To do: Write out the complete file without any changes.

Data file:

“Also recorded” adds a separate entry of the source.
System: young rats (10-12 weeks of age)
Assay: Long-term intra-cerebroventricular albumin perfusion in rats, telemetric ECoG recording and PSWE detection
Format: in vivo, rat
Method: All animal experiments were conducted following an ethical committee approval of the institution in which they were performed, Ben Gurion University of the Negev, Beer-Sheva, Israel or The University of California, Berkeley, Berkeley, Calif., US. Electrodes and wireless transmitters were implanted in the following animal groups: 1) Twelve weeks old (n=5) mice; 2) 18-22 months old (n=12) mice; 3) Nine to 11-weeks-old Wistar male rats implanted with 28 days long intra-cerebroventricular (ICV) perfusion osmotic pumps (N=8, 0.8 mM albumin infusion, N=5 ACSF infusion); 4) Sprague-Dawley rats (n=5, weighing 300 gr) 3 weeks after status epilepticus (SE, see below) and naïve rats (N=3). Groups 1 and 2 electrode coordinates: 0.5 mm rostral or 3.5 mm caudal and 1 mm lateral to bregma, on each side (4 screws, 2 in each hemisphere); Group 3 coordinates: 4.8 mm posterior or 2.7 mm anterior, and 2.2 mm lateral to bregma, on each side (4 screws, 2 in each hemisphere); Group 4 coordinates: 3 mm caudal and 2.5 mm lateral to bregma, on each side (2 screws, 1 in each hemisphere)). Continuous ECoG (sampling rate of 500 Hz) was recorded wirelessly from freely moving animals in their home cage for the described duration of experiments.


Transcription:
“Also recorded” adds a separate entry of the source.
System: young rats (10-12 weeks of age)
Assay: Long-term intra-cerebroventricular albumin perfusion in rats, telemetric ECoG recording and PSWE detection
Format: in vivo, rat
Method: All animal experiments were conducted following an ethical committee approval of the institution in which they were performed, Ben Gurion University of the Negev, Beer-Sheva, Israel or The University of California, Berkeley, Berkeley, Calif., US. Electrodes and wireless transmitters were implanted in the following animal groups: 1) Twelve weeks old (n=5) mice; 2) 18-22 months old (n=12) mice; 3) Nine to 11-weeks-old Wistar male rats implanted with 28 days long intra-cerebroventricular (ICV) perfusion osmotic pumps (N=8, 0.8 mM albumin infusion, N=5 ACSF infusion); 4) Sprague-Dawley rats (n=5, weighing 300 gr) 3 weeks after status epilepticus (SE, see below) and naïve rats (N=3). Groups 1 and 2 electrode coordinates: 0.5 mm rostral or 3.5 mm caudal and 1 mm lateral to bregma, on each side (4 screws, 2 in each hemisphere); Group 3 coordinates: 4.8 mm posterior or 2.7 mm anterior, and 2.2 mm lateral to bregma, on each side (4 screws, 2 in each hemisphere); Group 4 coordinates: 3 mm caudal and 2.5 mm lateral to bregma, on each side (2 screws, 1 in each hemisphere)). Continuous ECoG (sampling rate of 500 Hz) was recorded wirelessly from freely moving animals in their home cage for the described duration of experiments.